std::shared_ptr and shared_from_this

When introduced to the std::shared_ptr, many people immediately want to produce a function that returns a std::shared_ptr to this.

//BAD! creates multiple control blocks to the same pointer
std::shared_ptr<Thingy> get_a_thingy() {
    return this;

When the function above is used to generate a std::shared_ptr, each call will create a new control block. The first std::shared_ptr to go out of scope will destruct the object, leaving the other std::shared_ptr objects pointing to the deleted memory.

The C++ standard gets around this issue via the function shared_from_this, which safely creates shared pointers to this without duplicate control blocks.

In order to enable the shared_from_this function, your class must inherit from std::enable_shared_from_this<T>:

class Thingy : public std::enable_shared_from_this<Thingy> {...}

Using the shared_from_this function, the correct example for returning a std::shared_ptr to our object would be:

//Requires a shared_ptr to be created before use
std::shared_ptr<Thingy> get_a_thingy() {
     return shared_from_this();

One caveat to the shared_from_this function: a std::shared_ptr object must be created before shared_from_this is used. The shared_from_this function searches for the existing control block rather than creating a new one.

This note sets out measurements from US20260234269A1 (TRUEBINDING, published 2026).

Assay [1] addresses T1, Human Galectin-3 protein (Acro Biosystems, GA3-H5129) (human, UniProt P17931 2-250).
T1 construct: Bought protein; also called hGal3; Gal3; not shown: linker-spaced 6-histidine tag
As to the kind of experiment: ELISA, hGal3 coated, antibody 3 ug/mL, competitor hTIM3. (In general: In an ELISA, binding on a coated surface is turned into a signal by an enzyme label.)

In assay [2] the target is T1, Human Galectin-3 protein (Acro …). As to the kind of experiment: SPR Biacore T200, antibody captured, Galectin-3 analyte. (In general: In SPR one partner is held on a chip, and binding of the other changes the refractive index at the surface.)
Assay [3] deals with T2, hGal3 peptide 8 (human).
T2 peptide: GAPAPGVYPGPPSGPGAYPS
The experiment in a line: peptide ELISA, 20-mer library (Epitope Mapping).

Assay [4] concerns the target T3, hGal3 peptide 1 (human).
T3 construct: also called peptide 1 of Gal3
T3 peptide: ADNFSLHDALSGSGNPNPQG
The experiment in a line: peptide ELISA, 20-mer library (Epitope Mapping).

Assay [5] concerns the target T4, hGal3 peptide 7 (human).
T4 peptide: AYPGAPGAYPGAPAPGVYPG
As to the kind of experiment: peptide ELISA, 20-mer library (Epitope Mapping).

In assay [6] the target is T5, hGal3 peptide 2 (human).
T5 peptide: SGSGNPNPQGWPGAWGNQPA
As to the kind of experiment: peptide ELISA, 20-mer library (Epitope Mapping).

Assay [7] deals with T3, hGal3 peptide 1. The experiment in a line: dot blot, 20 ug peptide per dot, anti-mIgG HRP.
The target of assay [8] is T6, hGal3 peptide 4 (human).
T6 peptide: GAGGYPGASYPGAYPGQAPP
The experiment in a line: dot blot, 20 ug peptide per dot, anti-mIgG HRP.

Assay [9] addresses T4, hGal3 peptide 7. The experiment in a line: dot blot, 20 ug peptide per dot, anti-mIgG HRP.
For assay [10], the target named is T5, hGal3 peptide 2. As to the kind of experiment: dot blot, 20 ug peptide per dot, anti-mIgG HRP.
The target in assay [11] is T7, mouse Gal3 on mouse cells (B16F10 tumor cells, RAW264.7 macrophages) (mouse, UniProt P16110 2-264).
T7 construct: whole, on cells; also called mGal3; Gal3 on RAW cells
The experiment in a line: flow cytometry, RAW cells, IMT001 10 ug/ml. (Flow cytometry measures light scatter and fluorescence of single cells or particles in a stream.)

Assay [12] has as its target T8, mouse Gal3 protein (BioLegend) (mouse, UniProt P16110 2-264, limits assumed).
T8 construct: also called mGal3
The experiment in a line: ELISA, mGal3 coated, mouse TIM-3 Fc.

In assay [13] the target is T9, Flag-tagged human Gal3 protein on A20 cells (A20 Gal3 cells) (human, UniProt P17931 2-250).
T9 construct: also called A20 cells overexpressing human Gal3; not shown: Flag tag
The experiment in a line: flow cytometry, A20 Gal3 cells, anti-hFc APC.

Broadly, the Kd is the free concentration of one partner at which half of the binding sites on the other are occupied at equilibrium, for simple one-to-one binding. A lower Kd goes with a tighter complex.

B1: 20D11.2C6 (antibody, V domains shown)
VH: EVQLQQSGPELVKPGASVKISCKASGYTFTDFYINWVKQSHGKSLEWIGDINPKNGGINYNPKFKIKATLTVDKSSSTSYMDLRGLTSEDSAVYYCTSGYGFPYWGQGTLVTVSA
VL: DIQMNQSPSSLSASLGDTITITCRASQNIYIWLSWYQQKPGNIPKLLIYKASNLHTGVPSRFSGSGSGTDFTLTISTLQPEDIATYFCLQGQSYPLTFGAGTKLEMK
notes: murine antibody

The simplest way to control this is to make the constructor private. Objects will be created using a static factory function that passes arguments to the private constructor.

// factory function that perfect-forwards args
// to a private ctor
template<typename ... T>
static std::shared_ptr<Thingy> create(T&& ... t) {
    return std::shared_ptr<Thingy>(new Thingy(std::forward<T>(t)...));

Using std::forward in the factory allows you to have multiple constructor prototypes while using a single create function:

     //We make constructor private - shared_from_this() breaks if a shared
     //ptr has never been created before.  (It looks for the control block)
     Thingy() : name_("Nameless Thing") {}
     Thingy(std::string name) : name_(name) {}

So now that we've set up our class to enable shared_from_this, how do we actually put everything together?

When creating the object, simply use the static factory function we defined:

auto thingy = Thingy::create("Thing 1");

Once the object is created, you can safely generate a std::shared_ptr:

auto t = thingy->get_a_thingy();

And that's all there is to it!

Example Source Code

Further Reading